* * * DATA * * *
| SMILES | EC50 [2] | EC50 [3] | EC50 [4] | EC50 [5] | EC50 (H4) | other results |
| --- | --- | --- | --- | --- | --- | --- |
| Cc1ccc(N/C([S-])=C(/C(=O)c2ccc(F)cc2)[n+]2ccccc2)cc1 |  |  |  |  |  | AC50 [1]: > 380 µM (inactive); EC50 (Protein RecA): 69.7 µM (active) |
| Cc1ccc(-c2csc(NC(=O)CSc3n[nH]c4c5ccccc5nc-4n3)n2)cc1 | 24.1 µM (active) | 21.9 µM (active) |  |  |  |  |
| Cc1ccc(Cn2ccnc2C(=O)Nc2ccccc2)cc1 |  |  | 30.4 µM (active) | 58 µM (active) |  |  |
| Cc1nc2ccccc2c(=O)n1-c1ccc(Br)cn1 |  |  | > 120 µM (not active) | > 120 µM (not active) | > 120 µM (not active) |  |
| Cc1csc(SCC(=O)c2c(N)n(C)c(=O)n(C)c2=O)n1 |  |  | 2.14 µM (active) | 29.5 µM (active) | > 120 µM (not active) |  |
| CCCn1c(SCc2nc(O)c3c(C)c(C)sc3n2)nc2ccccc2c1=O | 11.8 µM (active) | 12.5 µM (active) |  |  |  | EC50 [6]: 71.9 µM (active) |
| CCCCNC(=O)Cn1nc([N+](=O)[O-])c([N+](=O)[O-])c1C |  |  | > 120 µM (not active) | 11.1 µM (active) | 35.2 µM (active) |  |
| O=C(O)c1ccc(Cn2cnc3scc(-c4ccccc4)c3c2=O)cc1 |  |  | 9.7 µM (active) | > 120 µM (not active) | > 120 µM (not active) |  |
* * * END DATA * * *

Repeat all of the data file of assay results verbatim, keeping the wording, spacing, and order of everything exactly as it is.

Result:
| SMILES | EC50 [2] | EC50 [3] | EC50 [4] | EC50 [5] | EC50 (H4) | other results |
| --- | --- | --- | --- | --- | --- | --- |
| Cc1ccc(N/C([S-])=C(/C(=O)c2ccc(F)cc2)[n+]2ccccc2)cc1 |  |  |  |  |  | AC50 [1]: > 380 µM (inactive); EC50 (Protein RecA): 69.7 µM (active) |
| Cc1ccc(-c2csc(NC(=O)CSc3n[nH]c4c5ccccc5nc-4n3)n2)cc1 | 24.1 µM (active) | 21.9 µM (active) |  |  |  |  |
| Cc1ccc(Cn2ccnc2C(=O)Nc2ccccc2)cc1 |  |  | 30.4 µM (active) | 58 µM (active) |  |  |
| Cc1nc2ccccc2c(=O)n1-c1ccc(Br)cn1 |  |  | > 120 µM (not active) | > 120 µM (not active) | > 120 µM (not active) |  |
| Cc1csc(SCC(=O)c2c(N)n(C)c(=O)n(C)c2=O)n1 |  |  | 2.14 µM (active) | 29.5 µM (active) | > 120 µM (not active) |  |
| CCCn1c(SCc2nc(O)c3c(C)c(C)sc3n2)nc2ccccc2c1=O | 11.8 µM (active) | 12.5 µM (active) |  |  |  | EC50 [6]: 71.9 µM (active) |
| CCCCNC(=O)Cn1nc([N+](=O)[O-])c([N+](=O)[O-])c1C |  |  | > 120 µM (not active) | 11.1 µM (active) | 35.2 µM (active) |  |
| O=C(O)c1ccc(Cn2cnc3scc(-c4ccccc4)c3c2=O)cc1 |  |  | 9.7 µM (active) | > 120 µM (not active) | > 120 µM (not active) |  |